Splice News Trends: Facebook rapped over China claims, Astro boss exits, Tencent eyes India

In his latest media roundup, The Splice Newsroom founder Alan Soon mulls Facebook's latest woes, the end of the Trending tab and what's behind Apple's latest upgrade

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The spotlight is back on Facebook after the New York Times reported that the company has been sharing data with phone makers. It isn’t surprising that FB works with phone manufacturers like Apple and Samsung. But the company was reportedly providing personal data to China’s Huawei, which U.S. intelligence says presents a security risk.

Australian lawmakers may ask Zuckerberg to testify in parliament over Facebook’s data access deals with phone companies. “It is completely unacceptable that information from Facebook users has been slyly handed over to Huawei, by Facebook.” Yet another government is set to embarrass itself with pointless questions.

The New York Times’ editorial board makes the case that Facebook needs to be broken up. It says Facebook has undermined trust with consumers “by leaving the door unlocked for its partners and clients to come in and help themselves.”

Facebook removed the Myanmar-based Buddhist nationalist movement Ma Ba Tha and a pair of firebrand monks from the platform for hate speech against Rohingya Muslims. “They are not allowed a presence on Facebook, and we will remove any accounts and content which support, praise or represent these individuals or organisations”.

Facebook ran a full page ad in the 7Day Daily in Myanmar. The ad warns against hate speech and online bullying.

Facebook killed its Trending section. Finally. After four years, it was clear that the algo, which was designed to pull up what people were discussing into a “trending” box, couldn’t figure out what was newsworthy or just bullshit. That’s what a four-year test looks like.

Fool me once, shame on you… But hey look, there’s money on the table! Facebook is going back to big video publishers like ABC, CNN, Fox, and Univision, and offering them money to create original content. All this goes into the Facebook Watch video platform. Who said the pivot-to-video is dead? ☠☠☠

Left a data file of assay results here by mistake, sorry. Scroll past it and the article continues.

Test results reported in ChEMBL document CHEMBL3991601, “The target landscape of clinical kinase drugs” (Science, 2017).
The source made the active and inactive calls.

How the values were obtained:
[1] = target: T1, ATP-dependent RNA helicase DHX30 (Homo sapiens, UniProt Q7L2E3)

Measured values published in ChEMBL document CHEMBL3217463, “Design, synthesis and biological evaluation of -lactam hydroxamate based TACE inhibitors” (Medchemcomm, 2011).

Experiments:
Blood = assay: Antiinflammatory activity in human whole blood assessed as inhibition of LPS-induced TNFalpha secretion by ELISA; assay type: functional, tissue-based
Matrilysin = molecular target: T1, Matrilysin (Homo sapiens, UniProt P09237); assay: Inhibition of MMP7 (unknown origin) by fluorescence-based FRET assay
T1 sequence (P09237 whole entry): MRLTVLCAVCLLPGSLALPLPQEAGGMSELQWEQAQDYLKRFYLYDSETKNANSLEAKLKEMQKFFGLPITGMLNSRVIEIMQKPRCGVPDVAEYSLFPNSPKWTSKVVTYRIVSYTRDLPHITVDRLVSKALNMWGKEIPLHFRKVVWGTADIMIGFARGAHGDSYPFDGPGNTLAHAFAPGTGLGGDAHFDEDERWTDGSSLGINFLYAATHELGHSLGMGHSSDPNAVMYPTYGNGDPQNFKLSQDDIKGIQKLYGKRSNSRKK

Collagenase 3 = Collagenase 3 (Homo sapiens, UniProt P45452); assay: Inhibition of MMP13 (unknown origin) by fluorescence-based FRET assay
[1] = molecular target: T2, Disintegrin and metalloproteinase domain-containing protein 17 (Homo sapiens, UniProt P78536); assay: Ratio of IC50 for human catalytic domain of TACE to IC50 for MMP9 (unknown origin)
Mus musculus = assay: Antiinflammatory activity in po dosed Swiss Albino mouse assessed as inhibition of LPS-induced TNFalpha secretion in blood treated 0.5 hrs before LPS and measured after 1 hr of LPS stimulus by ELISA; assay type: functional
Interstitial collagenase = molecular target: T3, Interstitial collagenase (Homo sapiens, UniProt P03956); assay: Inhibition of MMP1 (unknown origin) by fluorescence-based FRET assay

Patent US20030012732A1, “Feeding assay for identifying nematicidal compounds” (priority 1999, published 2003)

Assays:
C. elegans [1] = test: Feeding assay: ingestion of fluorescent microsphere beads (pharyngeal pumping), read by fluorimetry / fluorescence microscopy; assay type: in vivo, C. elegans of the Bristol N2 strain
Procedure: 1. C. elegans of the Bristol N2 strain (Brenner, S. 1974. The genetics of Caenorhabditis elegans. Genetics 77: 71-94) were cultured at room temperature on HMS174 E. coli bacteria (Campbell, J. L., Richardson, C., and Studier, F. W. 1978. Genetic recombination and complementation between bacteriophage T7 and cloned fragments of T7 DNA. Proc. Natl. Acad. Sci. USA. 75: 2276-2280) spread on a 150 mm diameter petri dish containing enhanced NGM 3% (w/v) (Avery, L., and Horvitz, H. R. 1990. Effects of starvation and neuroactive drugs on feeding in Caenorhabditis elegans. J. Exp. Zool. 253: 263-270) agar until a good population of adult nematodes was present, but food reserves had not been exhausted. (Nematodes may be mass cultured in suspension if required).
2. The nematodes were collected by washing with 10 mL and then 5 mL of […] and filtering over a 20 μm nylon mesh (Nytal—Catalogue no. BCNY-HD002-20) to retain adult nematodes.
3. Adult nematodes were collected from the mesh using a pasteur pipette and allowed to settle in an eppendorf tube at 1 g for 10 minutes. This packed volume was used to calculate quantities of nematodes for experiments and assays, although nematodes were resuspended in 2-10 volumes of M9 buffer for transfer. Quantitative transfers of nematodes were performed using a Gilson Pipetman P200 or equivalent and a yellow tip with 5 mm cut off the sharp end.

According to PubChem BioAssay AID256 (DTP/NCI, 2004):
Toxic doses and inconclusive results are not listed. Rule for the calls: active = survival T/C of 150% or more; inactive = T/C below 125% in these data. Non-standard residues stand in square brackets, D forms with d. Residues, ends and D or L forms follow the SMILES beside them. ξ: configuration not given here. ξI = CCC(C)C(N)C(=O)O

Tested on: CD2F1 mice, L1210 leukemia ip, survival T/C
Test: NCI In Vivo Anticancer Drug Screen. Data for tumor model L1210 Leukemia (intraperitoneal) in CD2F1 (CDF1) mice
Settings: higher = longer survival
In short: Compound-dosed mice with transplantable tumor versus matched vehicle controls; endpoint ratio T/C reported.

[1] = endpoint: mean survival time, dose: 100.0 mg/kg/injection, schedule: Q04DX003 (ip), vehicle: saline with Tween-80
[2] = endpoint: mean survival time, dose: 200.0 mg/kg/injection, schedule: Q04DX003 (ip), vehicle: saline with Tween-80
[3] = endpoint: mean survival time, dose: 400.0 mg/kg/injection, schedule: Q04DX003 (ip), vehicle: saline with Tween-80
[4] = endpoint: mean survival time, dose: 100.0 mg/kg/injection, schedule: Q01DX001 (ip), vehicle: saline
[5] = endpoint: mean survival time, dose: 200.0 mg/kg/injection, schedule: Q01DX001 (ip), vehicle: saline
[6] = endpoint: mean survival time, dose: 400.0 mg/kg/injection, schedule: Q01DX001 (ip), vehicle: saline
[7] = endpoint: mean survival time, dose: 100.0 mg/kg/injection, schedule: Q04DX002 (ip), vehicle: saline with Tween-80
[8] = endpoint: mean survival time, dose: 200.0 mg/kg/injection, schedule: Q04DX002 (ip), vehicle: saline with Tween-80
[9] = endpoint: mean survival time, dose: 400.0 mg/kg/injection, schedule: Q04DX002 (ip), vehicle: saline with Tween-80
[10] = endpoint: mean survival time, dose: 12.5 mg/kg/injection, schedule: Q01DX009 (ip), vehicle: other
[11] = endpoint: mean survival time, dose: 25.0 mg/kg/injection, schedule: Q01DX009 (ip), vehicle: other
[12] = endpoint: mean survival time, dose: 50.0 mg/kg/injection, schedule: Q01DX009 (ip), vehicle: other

Instagram is reportedly building a destination for longer videos, positioning it as a competitor to Snapchat Discover.Who knew there was more to rip off?

Apple went after Facebook by announcing an upgraded Safari browser that blocks out all private data related to how you’ve been sharing and liking stories. The clash shows a fundamental difference in how these businesses work. Facebook wants to get more ads in front of you. Apple wants to sell you more phones and computers while positioning itself as a guardian of your privacy.


Australia’s competition watchdog has been investigating the role of Facebook and Google in soaking up the digital ad dollars in the country. Sadly, they’re missing the point: Australia’s media market is in the poor shape it’s in because of the domination of Fairfax and News Corp. So who is this probe meant to protect?

Freedom Film Network, a group of social filmmakers and human rights activists in Malaysia, is calling on the new government to reform the country’s media laws. In particular, they want the 2002 Film Censorship Act reviewed or repealed.


Astro’s CEO Rohana Rozhan is leaving her post at the pay-TV provider. She’s one of several high-profile departures in Malaysia since the recent election upset. The company’s stock has lost half its value this year alone.

Australian news wire AAP is cutting between 20 and 25 jobs.AAP attributed the cuts to some media customers reducing or dropping services “while rationalizing their own businesses”.

WSJ picked Matt Murray as its new editor-in-chief. He replaces Gerard Baker who wasn’t morale-friendly, to say the least. The staff felt Baker was going soft on the Trump administration; Baker told them to go find jobs elsewhere. So they did.

Media start-ups

India’s news aggregator Newsdog raised $50 million in a funding round led by Tencent. The app curates content from various news sites in 10 local Indian languages. This is Tencent’s first bet on news in India.


Conference organizers need to stop using bar stools on stage. I’ve complained about this myself, and it’s good to see it written up: It’s embarrassing for women in skirts and simply awkward for men (no spreadeagles, please!). No one wants their crotch at audience eye level.

Kimbho, brother? I missed this one last week. Patanjali — started by a guru — launched a chat app in India to take on, well, WhatsApp. The product development is guided by “disciples, young monks, and nationalist specialists.”


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